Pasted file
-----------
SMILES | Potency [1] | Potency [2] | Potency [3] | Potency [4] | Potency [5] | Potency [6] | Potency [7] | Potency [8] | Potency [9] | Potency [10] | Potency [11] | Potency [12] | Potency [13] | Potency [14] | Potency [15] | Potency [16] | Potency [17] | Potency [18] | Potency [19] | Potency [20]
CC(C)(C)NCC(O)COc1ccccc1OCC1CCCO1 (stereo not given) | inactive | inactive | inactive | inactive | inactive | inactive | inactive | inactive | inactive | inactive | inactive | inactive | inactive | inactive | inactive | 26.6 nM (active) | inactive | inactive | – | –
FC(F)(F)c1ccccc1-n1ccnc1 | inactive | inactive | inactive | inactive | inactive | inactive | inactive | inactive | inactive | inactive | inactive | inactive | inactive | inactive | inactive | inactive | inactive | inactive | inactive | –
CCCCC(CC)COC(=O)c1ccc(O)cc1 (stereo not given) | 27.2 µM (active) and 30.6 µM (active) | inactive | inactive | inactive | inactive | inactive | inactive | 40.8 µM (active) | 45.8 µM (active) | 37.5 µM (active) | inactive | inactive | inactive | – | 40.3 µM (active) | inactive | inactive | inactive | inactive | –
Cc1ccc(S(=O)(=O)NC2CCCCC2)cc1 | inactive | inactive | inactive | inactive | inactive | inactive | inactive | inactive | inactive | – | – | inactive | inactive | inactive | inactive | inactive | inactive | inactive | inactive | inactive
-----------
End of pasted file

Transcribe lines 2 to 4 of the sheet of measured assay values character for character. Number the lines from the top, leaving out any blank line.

CC(C)(C)NCC(O)COc1ccccc1OCC1CCCO1 (stereo not given) | inactive | inactive | inactive | inactive | inactive | inactive | inactive | inactive | inactive | inactive | inactive | inactive | inactive | inactive | inactive | 26.6 nM (active) | inactive | inactive | – | –
FC(F)(F)c1ccccc1-n1ccnc1 | inactive | inactive | inactive | inactive | inactive | inactive | inactive | inactive | inactive | inactive | inactive | inactive | inactive | inactive | inactive | inactive | inactive | inactive | inactive | –
CCCCC(CC)COC(=O)c1ccc(O)cc1 (stereo not given) | 27.2 µM (active) and 30.6 µM (active) | inactive | inactive | inactive | inactive | inactive | inactive | 40.8 µM (active) | 45.8 µM (active) | 37.5 µM (active) | inactive | inactive | inactive | – | 40.3 µM (active) | inactive | inactive | inactive | inactive | –